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anonymous

  • 5 years ago

Find the minimum distance between the curves y=-x^2 and y=(6-x)^2

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  1. bahrom7893
    • 5 years ago
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    WOOT MY FAVE TOPIC! OPTIMIZATION!

  2. bahrom7893
    • 5 years ago
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    let me refresh my memory real quick.

  3. anonymous
    • 5 years ago
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    so glad you can help i've been stuck for like 2 hours.

  4. bahrom7893
    • 5 years ago
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    what was the distance formula again? sorry haven't done this in almost 2 years

  5. bahrom7893
    • 5 years ago
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    nevermind ill get one of my review books

  6. bahrom7893
    • 5 years ago
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    k workin on it

  7. anonymous
    • 5 years ago
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    sorry the distance formula is \[D= \sqrt{(x1-x2) ^{2}+(y1-y2)^{2}}\]

  8. bahrom7893
    • 5 years ago
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    okay well how far did u get in this problem? I've never done problems with curves. Only distance to the point. Do u have anoy worked out examples?

  9. bahrom7893
    • 5 years ago
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    I mean the problems i used to solve were find the minimum from curve to a point

  10. anonymous
    • 5 years ago
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    Right that's where I'm having the problem so I've created a formula by subtracting the two curves from eachother... hold on i'll put all my work on here, i thought i had gotten to an answer, but my answer didn't make sense so now i'm back at square 1

  11. bahrom7893
    • 5 years ago
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    k

  12. anonymous
    • 5 years ago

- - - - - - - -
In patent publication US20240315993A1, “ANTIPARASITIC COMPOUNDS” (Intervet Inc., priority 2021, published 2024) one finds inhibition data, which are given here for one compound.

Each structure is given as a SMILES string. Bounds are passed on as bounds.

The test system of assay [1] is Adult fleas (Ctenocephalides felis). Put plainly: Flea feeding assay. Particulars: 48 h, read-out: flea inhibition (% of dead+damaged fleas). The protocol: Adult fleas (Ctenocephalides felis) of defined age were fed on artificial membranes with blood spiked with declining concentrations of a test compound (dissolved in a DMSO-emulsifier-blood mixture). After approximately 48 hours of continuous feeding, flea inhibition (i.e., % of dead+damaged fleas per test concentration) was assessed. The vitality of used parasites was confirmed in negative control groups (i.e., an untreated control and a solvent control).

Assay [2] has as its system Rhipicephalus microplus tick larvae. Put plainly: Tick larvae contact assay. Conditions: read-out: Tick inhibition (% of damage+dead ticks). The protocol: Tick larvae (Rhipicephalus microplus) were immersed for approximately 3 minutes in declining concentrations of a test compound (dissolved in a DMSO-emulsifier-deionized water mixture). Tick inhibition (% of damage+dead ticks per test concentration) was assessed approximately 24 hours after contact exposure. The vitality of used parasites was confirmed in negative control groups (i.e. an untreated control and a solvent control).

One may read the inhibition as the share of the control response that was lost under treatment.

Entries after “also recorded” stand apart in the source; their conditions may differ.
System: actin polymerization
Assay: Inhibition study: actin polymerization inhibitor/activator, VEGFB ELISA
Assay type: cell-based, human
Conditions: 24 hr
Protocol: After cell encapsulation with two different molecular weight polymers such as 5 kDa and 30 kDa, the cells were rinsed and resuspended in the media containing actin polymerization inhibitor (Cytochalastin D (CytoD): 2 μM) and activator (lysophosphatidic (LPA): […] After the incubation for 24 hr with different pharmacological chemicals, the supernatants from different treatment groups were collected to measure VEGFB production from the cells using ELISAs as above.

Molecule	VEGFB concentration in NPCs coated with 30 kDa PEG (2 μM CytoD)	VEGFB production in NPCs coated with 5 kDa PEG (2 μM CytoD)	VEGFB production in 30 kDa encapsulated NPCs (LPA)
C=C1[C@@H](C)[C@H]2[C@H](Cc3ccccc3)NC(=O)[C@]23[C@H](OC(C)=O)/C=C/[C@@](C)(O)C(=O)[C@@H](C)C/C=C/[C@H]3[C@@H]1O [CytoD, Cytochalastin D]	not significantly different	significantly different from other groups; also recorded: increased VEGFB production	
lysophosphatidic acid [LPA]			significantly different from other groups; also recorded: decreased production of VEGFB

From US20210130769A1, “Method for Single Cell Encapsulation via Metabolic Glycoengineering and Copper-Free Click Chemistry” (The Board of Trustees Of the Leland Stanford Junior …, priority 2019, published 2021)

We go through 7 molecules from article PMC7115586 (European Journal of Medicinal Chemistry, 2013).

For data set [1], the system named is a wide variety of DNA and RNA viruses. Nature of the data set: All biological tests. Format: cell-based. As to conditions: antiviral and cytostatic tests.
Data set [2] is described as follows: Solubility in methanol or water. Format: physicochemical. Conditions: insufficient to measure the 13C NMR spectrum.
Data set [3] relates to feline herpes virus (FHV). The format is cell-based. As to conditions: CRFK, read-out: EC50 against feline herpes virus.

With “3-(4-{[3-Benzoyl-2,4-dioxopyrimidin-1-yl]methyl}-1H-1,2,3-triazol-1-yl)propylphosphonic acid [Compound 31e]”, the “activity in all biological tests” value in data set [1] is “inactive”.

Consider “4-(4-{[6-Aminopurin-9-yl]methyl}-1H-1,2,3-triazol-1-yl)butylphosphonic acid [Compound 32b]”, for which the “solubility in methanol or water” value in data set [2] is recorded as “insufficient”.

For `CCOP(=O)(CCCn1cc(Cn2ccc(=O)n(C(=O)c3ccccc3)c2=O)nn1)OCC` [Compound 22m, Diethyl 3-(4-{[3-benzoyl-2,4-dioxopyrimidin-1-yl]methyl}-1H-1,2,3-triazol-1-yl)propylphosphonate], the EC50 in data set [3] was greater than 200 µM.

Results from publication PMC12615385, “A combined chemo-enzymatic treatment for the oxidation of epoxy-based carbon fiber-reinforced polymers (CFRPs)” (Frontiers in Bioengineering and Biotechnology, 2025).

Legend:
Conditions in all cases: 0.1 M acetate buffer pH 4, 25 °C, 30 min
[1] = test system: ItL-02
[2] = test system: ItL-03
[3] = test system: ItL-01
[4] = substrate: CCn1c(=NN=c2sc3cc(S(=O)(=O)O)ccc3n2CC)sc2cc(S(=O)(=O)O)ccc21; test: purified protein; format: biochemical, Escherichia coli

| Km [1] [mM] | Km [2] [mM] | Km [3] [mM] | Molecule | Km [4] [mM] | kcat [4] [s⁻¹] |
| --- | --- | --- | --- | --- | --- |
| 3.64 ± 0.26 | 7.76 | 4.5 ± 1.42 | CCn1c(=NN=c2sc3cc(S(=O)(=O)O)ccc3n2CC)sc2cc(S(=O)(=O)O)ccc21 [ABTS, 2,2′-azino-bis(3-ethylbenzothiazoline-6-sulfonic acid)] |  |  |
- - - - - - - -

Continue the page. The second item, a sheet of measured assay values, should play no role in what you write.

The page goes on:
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    Let D(x) = | [(6 – x)^2] - [-x^2] | be the function representing the Distance between those two given functions. Both of the given functions are continuous. So D(x) is continuous. If D(x) is 0 at some point, then that’s our minimal distance. Otherwise, D(x) is never zero. And so it would be always strictly positive or strictly negative for any x. Can it ever be true that those two curves cross, making D(x) = 0? We’d like to solve –x^2 = (6-x)^2. This gives –x^2 = 36 – 12x + x^2. Or x^2 – 6x + 18 = 0. This yields only complex roots, and so the curves never cross for any x. Therefore, either D(x) is always negative, or it is always positive. (It can’t go between being positive and negative or else it would have to be zero at some point.) Let’s pick a test point, some easy point to evaluate D(x). Like D(0). D(0) = 36. So D(x) will always be positive. Moreover, we want to minimize D(x), and we can drop the absolute value bars now. [If D(x) was always negative, we would then want to maximize D(x) to find the minimal distance (I don’t know if that makes sense to you).] So minimize it using calculus. Find the critical points of D’(x). Then test to see whether those critical points are minima (x = c is a minimum if f’(c) = 0 (or x = c is a cusp) and f’(x) < 0 for x slightly less than c and f’(x) > 0 for x slightly bigger than c). Then choose the smallest minimum. (I think there’s only one minimum in this case.)